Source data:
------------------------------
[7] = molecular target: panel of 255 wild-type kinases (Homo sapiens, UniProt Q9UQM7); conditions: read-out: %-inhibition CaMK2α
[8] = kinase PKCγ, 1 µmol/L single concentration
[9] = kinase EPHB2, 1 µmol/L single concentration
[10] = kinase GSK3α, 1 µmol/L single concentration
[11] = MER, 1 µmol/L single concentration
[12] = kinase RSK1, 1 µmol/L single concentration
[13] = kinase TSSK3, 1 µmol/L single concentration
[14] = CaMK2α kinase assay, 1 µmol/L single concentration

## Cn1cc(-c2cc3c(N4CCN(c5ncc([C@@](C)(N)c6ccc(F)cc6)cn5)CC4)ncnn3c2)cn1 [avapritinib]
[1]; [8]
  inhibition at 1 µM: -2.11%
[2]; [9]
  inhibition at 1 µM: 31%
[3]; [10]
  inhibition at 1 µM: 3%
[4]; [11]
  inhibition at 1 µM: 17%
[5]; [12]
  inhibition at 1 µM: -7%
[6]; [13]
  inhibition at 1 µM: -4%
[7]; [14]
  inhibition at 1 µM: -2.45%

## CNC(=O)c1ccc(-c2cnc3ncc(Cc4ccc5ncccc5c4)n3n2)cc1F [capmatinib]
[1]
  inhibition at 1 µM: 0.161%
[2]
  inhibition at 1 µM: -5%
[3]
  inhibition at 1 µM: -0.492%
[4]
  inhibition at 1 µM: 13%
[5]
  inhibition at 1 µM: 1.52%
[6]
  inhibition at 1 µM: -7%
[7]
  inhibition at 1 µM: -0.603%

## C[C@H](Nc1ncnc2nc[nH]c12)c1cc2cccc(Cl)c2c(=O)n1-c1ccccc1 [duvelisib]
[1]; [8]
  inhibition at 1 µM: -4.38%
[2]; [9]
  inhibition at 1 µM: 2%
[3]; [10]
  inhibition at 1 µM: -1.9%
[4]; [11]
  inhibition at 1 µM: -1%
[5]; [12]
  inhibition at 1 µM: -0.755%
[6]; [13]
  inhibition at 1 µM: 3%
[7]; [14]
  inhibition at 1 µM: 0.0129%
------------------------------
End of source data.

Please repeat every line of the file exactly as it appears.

[7] = molecular target: panel of 255 wild-type kinases (Homo sapiens, UniProt Q9UQM7); conditions: read-out: %-inhibition CaMK2α
[8] = kinase PKCγ, 1 µmol/L single concentration
[9] = kinase EPHB2, 1 µmol/L single concentration
[10] = kinase GSK3α, 1 µmol/L single concentration
[11] = MER, 1 µmol/L single concentration
[12] = kinase RSK1, 1 µmol/L single concentration
[13] = kinase TSSK3, 1 µmol/L single concentration
[14] = CaMK2α kinase assay, 1 µmol/L single concentration

## Cn1cc(-c2cc3c(N4CCN(c5ncc([C@@](C)(N)c6ccc(F)cc6)cn5)CC4)ncnn3c2)cn1 [avapritinib]
[1]; [8]
  inhibition at 1 µM: -2.11%
[2]; [9]
  inhibition at 1 µM: 31%
[3]; [10]
  inhibition at 1 µM: 3%
[4]; [11]
  inhibition at 1 µM: 17%
[5]; [12]
  inhibition at 1 µM: -7%
[6]; [13]
  inhibition at 1 µM: -4%
[7]; [14]
  inhibition at 1 µM: -2.45%

## CNC(=O)c1ccc(-c2cnc3ncc(Cc4ccc5ncccc5c4)n3n2)cc1F [capmatinib]
[1]
  inhibition at 1 µM: 0.161%
[2]
  inhibition at 1 µM: -5%
[3]
  inhibition at 1 µM: -0.492%
[4]
  inhibition at 1 µM: 13%
[5]
  inhibition at 1 µM: 1.52%
[6]
  inhibition at 1 µM: -7%
[7]
  inhibition at 1 µM: -0.603%

## C[C@H](Nc1ncnc2nc[nH]c12)c1cc2cccc(Cl)c2c(=O)n1-c1ccccc1 [duvelisib]
[1]; [8]
  inhibition at 1 µM: -4.38%
[2]; [9]
  inhibition at 1 µM: 2%
[3]; [10]
  inhibition at 1 µM: -1.9%
[4]; [11]
  inhibition at 1 µM: -1%
[5]; [12]
  inhibition at 1 µM: -0.755%
[6]; [13]
  inhibition at 1 µM: 3%
[7]; [14]
  inhibition at 1 µM: 0.0129%